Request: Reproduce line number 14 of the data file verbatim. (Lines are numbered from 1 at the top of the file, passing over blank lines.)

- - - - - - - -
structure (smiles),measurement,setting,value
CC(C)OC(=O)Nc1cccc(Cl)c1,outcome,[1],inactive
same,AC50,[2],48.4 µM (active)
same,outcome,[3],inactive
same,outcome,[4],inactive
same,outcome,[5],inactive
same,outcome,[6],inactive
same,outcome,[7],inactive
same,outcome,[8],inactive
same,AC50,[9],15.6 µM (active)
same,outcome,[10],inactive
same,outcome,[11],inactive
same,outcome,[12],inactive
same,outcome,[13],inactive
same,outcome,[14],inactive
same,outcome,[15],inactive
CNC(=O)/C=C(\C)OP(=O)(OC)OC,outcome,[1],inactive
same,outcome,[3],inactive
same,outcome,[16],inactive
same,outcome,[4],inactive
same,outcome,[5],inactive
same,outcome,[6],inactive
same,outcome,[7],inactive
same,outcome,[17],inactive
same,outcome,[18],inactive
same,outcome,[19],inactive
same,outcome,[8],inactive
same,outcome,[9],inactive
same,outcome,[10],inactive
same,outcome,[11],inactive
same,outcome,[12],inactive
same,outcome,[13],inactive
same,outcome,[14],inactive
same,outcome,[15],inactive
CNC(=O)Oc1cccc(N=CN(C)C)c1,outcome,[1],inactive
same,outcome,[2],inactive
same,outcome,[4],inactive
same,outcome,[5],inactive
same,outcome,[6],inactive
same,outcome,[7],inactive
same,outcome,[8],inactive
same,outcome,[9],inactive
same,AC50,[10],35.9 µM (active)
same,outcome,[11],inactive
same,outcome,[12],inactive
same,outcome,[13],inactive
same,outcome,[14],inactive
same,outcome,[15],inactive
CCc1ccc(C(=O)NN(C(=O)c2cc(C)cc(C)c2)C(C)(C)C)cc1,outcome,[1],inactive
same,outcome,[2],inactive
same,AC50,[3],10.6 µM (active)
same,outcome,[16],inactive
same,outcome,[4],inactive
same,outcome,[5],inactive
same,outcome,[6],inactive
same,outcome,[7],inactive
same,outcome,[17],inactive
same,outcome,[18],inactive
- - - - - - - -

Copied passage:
same,outcome,[13],inactive